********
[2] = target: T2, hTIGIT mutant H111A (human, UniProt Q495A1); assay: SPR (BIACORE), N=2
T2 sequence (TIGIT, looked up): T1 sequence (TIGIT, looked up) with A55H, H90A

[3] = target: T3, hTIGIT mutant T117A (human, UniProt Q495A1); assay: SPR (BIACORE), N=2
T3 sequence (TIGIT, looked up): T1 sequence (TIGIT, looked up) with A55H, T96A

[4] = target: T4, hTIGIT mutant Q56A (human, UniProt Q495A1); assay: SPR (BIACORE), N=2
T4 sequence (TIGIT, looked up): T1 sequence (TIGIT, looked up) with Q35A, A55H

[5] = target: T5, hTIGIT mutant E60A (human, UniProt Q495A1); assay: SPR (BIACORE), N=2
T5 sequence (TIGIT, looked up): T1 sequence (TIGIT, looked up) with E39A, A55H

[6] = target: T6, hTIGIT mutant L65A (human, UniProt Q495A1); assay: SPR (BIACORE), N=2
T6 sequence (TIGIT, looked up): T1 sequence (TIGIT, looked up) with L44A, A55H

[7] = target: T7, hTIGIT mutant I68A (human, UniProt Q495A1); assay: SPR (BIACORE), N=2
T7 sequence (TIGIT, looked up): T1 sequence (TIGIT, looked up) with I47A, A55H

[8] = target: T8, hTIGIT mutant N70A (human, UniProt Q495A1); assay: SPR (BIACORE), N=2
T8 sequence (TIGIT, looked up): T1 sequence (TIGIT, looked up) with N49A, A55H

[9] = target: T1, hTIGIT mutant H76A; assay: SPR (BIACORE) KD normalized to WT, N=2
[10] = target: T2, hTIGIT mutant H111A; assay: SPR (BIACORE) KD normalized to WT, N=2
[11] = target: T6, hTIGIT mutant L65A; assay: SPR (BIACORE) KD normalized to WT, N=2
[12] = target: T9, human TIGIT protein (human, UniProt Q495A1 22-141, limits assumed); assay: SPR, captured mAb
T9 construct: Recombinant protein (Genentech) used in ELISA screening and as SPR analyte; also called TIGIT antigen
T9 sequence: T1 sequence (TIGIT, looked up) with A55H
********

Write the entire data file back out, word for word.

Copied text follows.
[2] = target: T2, hTIGIT mutant H111A (human, UniProt Q495A1); assay: SPR (BIACORE), N=2
T2 sequence (TIGIT, looked up): T1 sequence (TIGIT, looked up) with A55H, H90A

[3] = target: T3, hTIGIT mutant T117A (human, UniProt Q495A1); assay: SPR (BIACORE), N=2
T3 sequence (TIGIT, looked up): T1 sequence (TIGIT, looked up) with A55H, T96A

[4] = target: T4, hTIGIT mutant Q56A (human, UniProt Q495A1); assay: SPR (BIACORE), N=2
T4 sequence (TIGIT, looked up): T1 sequence (TIGIT, looked up) with Q35A, A55H

[5] = target: T5, hTIGIT mutant E60A (human, UniProt Q495A1); assay: SPR (BIACORE), N=2
T5 sequence (TIGIT, looked up): T1 sequence (TIGIT, looked up) with E39A, A55H

[6] = target: T6, hTIGIT mutant L65A (human, UniProt Q495A1); assay: SPR (BIACORE), N=2
T6 sequence (TIGIT, looked up): T1 sequence (TIGIT, looked up) with L44A, A55H

[7] = target: T7, hTIGIT mutant I68A (human, UniProt Q495A1); assay: SPR (BIACORE), N=2
T7 sequence (TIGIT, looked up): T1 sequence (TIGIT, looked up) with I47A, A55H

[8] = target: T8, hTIGIT mutant N70A (human, UniProt Q495A1); assay: SPR (BIACORE), N=2
T8 sequence (TIGIT, looked up): T1 sequence (TIGIT, looked up) with N49A, A55H

[9] = target: T1, hTIGIT mutant H76A; assay: SPR (BIACORE) KD normalized to WT, N=2
[10] = target: T2, hTIGIT mutant H111A; assay: SPR (BIACORE) KD normalized to WT, N=2
[11] = target: T6, hTIGIT mutant L65A; assay: SPR (BIACORE) KD normalized to WT, N=2
[12] = target: T9, human TIGIT protein (human, UniProt Q495A1 22-141, limits assumed); assay: SPR, captured mAb
T9 construct: Recombinant protein (Genentech) used in ELISA screening and as SPR analyte; also called TIGIT antigen
T9 sequence: T1 sequence (TIGIT, looked up) with A55H